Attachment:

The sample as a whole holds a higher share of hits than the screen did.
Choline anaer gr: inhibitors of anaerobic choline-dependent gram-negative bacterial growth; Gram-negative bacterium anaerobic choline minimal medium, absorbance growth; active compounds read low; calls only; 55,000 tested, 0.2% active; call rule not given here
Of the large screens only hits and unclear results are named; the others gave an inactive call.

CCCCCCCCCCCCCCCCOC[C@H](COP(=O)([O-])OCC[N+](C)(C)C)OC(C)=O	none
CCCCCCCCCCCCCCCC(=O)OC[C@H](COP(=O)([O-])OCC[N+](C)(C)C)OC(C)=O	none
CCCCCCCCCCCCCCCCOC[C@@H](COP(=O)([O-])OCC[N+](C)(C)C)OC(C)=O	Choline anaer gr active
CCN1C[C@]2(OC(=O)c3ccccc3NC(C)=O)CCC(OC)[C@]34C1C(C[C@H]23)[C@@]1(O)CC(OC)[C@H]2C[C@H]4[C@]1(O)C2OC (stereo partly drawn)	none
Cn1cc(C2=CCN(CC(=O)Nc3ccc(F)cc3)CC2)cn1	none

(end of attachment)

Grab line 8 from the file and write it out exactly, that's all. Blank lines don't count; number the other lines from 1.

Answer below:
Cn1cc(C2=CCN(CC(=O)Nc3ccc(F)cc3)CC2)cn1	none